Fifth-grade stock market challenge teaches students about trading -- and giving back to benefit their peers
Students in fifth-grade teacher Nick Downs’ class at Benner Elementary School have been learning that if they save as little as 10 percent of their earnings throughout their life, they can make a lot of money. It’s the premise of a lesson about the stock market that will eventually benefit other students at the school with earnings made throughout the month of December.
Downs said he brought a personal passion of the stock market into the classroom to use with everyday math concepts that also tie into curriculum.
"For the holidays, I explained the 10 percent rule," he said. "I have my own personal trading account and we agreed as a class that I'd take 10 percent of what I made for the month of December and they'd help contribute 10 percent of what I made to buy sneakers for kids who need them for (physical education) here at Benner."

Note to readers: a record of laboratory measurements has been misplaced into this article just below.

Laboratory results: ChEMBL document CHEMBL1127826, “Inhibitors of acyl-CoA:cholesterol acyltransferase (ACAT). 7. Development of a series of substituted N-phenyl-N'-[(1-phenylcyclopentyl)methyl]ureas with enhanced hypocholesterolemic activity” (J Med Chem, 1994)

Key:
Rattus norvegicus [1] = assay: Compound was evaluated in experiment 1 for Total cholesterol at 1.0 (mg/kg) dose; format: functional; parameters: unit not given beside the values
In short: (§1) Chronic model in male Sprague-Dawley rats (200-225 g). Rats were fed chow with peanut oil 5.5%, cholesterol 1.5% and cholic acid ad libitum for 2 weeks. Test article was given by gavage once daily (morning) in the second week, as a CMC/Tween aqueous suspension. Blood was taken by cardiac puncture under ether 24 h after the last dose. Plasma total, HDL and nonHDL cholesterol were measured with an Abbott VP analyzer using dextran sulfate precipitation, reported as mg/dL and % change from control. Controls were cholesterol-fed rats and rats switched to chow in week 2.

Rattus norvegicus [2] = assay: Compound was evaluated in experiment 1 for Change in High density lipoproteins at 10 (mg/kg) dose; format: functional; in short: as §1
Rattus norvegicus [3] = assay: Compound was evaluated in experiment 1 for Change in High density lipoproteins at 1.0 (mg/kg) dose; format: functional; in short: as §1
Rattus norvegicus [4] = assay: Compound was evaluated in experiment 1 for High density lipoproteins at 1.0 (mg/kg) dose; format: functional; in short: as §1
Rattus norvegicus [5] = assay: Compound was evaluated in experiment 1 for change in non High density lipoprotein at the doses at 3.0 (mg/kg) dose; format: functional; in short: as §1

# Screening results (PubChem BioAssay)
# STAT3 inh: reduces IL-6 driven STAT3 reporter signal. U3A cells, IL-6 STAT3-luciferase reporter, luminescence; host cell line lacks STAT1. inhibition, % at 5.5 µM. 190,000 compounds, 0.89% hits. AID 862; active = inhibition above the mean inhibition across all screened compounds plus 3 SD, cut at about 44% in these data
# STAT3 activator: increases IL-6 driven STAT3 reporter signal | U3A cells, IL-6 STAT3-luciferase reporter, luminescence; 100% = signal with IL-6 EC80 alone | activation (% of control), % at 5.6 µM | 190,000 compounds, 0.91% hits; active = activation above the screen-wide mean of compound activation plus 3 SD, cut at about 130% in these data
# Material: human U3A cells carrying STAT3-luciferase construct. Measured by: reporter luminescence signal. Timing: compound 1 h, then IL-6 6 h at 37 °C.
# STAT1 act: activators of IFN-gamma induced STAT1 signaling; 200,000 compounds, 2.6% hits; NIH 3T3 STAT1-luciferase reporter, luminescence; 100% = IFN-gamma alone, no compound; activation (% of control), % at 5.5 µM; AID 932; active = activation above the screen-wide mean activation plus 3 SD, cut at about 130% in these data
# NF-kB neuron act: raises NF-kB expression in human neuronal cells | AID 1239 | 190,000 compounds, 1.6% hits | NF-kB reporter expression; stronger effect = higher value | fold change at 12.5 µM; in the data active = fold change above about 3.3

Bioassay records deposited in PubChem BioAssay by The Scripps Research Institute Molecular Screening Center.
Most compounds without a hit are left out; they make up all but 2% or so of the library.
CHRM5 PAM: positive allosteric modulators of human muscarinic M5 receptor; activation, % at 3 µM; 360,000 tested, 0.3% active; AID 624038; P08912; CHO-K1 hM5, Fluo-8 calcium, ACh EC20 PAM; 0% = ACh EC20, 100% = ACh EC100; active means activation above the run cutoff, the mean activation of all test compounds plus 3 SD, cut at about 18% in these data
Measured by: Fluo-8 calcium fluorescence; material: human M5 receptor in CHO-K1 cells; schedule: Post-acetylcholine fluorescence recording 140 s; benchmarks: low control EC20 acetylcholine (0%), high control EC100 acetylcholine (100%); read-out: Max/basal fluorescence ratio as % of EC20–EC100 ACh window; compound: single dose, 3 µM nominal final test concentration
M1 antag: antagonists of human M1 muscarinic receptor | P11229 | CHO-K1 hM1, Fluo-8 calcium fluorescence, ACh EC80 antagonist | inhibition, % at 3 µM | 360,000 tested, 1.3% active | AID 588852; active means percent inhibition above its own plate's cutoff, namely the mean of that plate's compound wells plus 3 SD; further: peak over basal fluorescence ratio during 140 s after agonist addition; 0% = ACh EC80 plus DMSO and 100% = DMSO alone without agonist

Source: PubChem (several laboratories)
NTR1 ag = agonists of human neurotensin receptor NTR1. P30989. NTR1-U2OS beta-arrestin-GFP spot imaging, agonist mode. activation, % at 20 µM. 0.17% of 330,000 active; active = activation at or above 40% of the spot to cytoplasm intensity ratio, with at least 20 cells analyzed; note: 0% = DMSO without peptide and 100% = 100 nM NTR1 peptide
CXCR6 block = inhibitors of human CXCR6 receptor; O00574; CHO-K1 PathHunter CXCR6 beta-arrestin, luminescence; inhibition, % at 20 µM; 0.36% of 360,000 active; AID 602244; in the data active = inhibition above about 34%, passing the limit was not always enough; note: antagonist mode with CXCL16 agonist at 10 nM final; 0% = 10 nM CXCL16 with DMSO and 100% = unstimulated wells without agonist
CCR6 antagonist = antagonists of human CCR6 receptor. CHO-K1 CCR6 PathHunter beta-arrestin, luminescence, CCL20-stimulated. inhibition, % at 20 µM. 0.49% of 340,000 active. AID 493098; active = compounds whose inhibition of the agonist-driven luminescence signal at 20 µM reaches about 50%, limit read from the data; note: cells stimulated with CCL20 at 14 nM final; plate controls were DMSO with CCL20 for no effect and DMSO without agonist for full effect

According to Google Finance, the 10 percent rule encourages individuals to save at least 10 percent of their income before taxes and expenses, and can therefore help with collecting enough savings toward retirement.
By Dec. 21, more than $300 was raised for the class’ campaign to give back, and Downs added that he was inspired to give back to the school by Ross Cameron, founder of Warrior Trading, which Downs is an active student of. Cameron has donated more than $1 million to various charities.
Using a program called Personal Finance Lab, the students worked independently and among groups to participate in mock day trading, but using real data. Personal Finance Lab is an application through the Pennsylvania Council of Financial Literacy. They then competed as a class through the state Stock Market Challenge where students from other schools in the commonwealth participate in similar projects. Benner students said the companies that have been doing the best in their project is Biofrontera, Roku and Tesla.
*By Brit Milazzo, public relations director, BASD